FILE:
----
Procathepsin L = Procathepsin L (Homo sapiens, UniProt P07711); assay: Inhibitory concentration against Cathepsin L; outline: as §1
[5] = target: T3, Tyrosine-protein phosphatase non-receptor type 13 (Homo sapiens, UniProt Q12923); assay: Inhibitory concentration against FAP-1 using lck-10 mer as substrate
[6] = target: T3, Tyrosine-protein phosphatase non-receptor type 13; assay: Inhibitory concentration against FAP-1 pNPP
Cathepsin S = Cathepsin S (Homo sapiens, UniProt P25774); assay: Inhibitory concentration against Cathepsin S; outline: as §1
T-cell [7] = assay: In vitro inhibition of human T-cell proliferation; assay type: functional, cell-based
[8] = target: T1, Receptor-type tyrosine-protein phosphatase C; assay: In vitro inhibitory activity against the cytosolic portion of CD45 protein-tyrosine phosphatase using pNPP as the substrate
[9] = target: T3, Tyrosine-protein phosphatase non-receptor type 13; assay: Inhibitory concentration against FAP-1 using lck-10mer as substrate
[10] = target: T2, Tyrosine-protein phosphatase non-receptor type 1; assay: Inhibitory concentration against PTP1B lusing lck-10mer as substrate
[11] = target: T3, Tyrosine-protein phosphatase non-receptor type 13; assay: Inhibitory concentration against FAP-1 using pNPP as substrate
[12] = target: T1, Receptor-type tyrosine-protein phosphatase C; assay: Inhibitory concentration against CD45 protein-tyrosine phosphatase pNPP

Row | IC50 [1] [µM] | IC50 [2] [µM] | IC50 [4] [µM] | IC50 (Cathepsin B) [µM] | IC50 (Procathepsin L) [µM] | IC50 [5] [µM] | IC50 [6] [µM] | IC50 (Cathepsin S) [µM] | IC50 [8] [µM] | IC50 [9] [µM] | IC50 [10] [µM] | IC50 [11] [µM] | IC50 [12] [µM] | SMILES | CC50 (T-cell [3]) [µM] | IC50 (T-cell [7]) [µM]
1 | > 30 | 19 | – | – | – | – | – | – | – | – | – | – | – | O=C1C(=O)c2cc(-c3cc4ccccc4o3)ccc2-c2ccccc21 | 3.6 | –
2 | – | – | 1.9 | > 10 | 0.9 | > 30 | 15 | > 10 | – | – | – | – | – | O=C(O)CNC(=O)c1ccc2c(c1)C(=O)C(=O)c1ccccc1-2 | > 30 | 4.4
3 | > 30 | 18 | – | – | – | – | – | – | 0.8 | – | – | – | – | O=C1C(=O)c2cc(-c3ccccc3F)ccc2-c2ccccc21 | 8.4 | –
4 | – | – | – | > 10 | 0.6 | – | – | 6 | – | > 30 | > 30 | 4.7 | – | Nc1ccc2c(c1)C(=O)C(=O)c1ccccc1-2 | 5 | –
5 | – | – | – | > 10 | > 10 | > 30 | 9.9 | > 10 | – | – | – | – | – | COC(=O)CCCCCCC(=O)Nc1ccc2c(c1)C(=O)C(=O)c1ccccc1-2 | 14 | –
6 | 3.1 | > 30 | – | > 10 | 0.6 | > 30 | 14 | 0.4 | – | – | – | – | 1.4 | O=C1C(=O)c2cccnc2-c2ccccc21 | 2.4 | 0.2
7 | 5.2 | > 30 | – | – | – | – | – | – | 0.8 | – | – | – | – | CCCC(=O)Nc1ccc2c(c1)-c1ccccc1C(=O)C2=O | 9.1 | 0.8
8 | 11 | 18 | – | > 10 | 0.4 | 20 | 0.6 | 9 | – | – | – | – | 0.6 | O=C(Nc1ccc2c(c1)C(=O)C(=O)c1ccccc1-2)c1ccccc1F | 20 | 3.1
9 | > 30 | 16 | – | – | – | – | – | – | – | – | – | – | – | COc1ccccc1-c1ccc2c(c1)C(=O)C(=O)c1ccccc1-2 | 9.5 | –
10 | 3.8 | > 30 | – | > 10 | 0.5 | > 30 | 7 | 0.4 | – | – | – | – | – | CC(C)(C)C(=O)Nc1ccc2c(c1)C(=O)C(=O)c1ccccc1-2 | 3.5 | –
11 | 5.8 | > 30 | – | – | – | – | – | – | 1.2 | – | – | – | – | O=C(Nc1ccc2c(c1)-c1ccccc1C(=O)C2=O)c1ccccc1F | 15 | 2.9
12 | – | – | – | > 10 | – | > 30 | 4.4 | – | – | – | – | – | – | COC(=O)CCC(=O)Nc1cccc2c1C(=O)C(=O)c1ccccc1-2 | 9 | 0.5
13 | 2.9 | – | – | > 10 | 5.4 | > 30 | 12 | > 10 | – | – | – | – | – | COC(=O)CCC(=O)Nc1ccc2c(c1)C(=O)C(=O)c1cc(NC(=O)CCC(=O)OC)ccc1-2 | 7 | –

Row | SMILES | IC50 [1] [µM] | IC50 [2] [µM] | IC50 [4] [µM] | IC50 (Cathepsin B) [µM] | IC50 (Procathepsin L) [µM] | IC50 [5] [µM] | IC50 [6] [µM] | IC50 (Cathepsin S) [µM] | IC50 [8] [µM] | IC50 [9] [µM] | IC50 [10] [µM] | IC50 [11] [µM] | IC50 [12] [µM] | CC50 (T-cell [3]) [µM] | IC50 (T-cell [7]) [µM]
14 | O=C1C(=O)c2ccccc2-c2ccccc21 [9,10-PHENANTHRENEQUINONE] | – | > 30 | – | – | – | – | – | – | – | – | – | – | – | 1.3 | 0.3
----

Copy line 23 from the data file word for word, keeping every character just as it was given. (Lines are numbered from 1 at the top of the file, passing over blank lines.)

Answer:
12 | – | – | – | > 10 | – | > 30 | 4.4 | – | – | – | – | – | – | COC(=O)CCC(=O)Nc1cccc2c1C(=O)C(=O)c1ccccc1-2 | 9 | 0.5